Transient Ischemic Attack (TIA) Prognosis Calculator

Determines the likelihood of a stroke episode based on five independent risk factors.

Information about the factors involved and about TIA symptoms can be found in the text below the tool.


The transient ischemic attack (TIA) prognosis calculator determines the 90-day risk of stroke after a TIA episode, based on five independent factors (age, diabetes diagnosis, TIA duration, weakness and speech impairment)

The tool also prognoses short term risk of other adverse events such as recurrent TIA, admission for cardiovascular conditions or death.


Depending on the number of risk factors that the patient presents, the associated risk of adverse events changes as follows: 

Number of present risk factors Risk of stroke and/or adverse events
0 No risk
1 3%
2 7%
3 11%
4 15%
5 34%

1

Age greater than 60 years

2

Diabetes mellitus

3

TIA duration greater than 10 min

4

Weakness during TIA

5

Speech impairment

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Steps on how to print your input & results:

1. Fill in the calculator/tool with your values and/or your answer choices and press Calculate.

2. Then you can click on the Print button to open a PDF in a separate window with the inputs and results. You can further save the PDF or print it.

Please note that once you have closed the PDF you need to click on the Calculate button before you try opening it again, otherwise the input and/or results may not appear in the pdf.


 

Prognosis method

This is a health tool that prognoses short term (90-day) risk of adverse events in patients who have just suffered a transient ischemic attack.

These events include stroke, recurrent TIA, admission for cardiovascular conditions or death.

Depending on the number of risk factors present, the risk of adverse events changes:

Number of present risk factors Risk of stroke /or adverse events
0 No risk
1 3%
2 7%
3 11%
4 15%
5 34%

This prognosis method is based on a study on a cohort of 1,707 patients with a mean age of 72 years, in which most subjects presented risk factors for hypertension and diabetes.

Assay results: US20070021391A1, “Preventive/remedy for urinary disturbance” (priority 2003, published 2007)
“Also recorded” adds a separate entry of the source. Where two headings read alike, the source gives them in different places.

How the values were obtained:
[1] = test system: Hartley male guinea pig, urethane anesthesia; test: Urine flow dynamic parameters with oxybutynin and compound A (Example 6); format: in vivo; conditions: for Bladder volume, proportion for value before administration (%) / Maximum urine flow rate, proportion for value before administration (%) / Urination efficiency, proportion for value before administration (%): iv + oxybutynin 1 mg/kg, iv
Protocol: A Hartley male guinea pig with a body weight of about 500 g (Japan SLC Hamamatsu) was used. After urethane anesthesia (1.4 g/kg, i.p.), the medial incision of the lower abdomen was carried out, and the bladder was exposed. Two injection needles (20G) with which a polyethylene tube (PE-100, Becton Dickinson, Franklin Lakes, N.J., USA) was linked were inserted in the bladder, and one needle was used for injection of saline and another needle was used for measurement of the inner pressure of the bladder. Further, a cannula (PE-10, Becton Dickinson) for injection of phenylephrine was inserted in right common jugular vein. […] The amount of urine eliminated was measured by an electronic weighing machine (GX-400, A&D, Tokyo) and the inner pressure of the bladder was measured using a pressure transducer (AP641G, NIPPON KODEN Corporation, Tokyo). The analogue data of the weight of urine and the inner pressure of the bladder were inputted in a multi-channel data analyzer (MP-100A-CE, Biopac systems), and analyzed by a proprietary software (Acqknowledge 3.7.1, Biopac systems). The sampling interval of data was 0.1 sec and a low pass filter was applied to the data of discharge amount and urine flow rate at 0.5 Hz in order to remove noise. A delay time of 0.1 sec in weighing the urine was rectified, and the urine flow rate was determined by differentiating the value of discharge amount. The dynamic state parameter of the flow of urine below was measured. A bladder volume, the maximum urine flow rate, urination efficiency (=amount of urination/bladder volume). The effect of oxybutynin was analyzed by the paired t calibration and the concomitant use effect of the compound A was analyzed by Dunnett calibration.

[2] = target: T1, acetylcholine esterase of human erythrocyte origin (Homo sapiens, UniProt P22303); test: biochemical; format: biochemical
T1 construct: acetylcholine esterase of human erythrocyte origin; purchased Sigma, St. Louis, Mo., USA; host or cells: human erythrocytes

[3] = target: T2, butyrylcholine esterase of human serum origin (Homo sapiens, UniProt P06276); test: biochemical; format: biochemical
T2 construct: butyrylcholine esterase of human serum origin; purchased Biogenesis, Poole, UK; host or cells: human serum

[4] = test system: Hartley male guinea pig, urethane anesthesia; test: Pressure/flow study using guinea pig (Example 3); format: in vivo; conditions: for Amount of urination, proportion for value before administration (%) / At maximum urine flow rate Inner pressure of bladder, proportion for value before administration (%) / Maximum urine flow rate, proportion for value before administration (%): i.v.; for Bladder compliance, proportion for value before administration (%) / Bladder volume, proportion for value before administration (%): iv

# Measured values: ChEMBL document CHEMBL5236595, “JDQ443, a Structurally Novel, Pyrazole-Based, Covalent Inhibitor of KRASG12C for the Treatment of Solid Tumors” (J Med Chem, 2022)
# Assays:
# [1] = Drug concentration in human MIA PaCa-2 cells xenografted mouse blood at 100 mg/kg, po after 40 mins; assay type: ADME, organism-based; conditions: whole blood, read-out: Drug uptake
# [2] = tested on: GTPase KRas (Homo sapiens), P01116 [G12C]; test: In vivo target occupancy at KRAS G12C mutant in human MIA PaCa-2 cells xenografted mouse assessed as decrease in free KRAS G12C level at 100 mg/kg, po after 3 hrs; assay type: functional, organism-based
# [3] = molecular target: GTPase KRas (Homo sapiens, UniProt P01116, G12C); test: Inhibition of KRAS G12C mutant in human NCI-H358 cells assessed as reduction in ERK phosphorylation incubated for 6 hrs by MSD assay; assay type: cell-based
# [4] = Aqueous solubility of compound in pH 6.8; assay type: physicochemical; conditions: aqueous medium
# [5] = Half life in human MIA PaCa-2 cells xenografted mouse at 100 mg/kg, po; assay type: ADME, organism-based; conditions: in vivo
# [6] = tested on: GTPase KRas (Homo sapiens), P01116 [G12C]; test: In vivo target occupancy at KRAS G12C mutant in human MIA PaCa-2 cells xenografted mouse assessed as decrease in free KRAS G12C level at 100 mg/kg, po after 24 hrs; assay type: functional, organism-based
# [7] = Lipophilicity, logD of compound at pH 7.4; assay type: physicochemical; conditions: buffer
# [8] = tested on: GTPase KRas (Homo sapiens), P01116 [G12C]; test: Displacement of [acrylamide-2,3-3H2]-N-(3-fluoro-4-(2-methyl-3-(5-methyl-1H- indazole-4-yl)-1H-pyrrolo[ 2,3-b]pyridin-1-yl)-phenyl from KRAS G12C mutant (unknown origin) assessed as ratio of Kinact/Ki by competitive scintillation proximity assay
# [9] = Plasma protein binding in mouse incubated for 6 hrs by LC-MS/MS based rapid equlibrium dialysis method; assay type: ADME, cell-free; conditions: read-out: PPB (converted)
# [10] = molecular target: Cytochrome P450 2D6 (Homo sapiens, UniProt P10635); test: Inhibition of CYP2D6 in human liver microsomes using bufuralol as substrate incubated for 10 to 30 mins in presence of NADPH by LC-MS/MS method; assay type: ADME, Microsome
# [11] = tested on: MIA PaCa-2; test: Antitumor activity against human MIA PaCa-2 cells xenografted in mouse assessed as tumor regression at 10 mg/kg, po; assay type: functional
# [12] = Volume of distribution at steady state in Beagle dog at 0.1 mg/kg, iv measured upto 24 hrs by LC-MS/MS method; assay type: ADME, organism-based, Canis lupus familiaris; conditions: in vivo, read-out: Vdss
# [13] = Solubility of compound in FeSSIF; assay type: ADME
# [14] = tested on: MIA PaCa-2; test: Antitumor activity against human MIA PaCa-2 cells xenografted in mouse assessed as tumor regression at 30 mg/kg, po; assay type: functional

The main limitation of the study is given by its focus on patients over 60, thus the result cannot offer relevant prediction for younger patients, for example in cases of non-atherosclerotic TIA, or posterior circulation TIA.

The five independent factors associated with stroke risk and their associated statistic values are introduced in the table below:

Risk factors Odds ratio 95% CI P
Age >60 years 1.8 1.1-2.7 =.01
Diabetes mellitus 2 1.4-2.9 <.001
TIA duration >10 min 2.3 1.3-4.2 =.005
Weakness during TIA 1.9 1.4-2.6 <.001
Speech impairment 1.5 1.1-2.1 =.01

In 2008, a new score that aims to prognosticate stroke risk was published, the ABCD2. The two scores have been validated in several studies and have shown similar performance, with the ABCD2 performing slightly better.

 

TIA symptoms and stroke prediction

A transient ischemic attack is a condition that is rapid in occurrence and succession and that is caused by a temporary disruption of blood flow in an area of the brain, which in turn manifests through a cohort of neurological symptoms, such as numbness or speech impairment.

This episode is often succeeded by an ischemic stroke, thus correct and timely diagnosis can prove vital.

TIA symptoms are similar to those of a stroke and include:

■ Unilateral or bilateral numbness in limbs;

■ Facial drop on one side;

■ Visual or speech impairment;

■ Weakness.

Symptoms can resolve after a few minutes, a few hours or within 24 hours. By definition, a patient with TIA does not have any residual symptoms from the primary event, therefore, treatment focuses on reducing the risk of stroke and in resolving the underlying cause of the ischemic episode. A second ischemic event can cause permanent disability.

The most common risk factors for TIA and stroke are:

■ Hypertension;

■ Atrial fibrillation;

■ High cholesterol;

■ Diabetes;

■ Obesity;

■ Alcoholism;

■ Sedentarism.

The treatment of patients with TIA varies between in-hospital and admission. Stroke risk is highest within the first few days after a TIA and often, brain and vessel imaging improves prediction.

With the implementation of a generally accepted assessment method of stroke risk factors, patients would benefit from a standardization of care, that could take into account short-term prognosis.

 

References

1. Johnston SC, Gress DR, Browner WS, Sidney S. Short-term prognosis after emergency department diagnosis of TIA. JAMA. 2000; 284(22):2901-6.

2. Kernana WK. Stroke after transient ischaemic attack: dealing in futures. Lancet. 2007; 369:251-252.

3. Lemmens R, Smet S, Thijs VN. Clinical Scores for Predicting Recurrence After Transient Ischemic Attack or Stroke: How Good are They? Stroke. 2013; 44:1198-1203.


App Version: 1.0.1

Coded By: MDApp

Specialty: Neurology

System: Nervous

Objective: Risk Prediction

Type: Calculator

No. Of Items: 5

Article By: Denise Nedea

Published On: June 20, 2017 · 08:17 AM

Last Checked: June 20, 2017

Next Review: June 20, 2018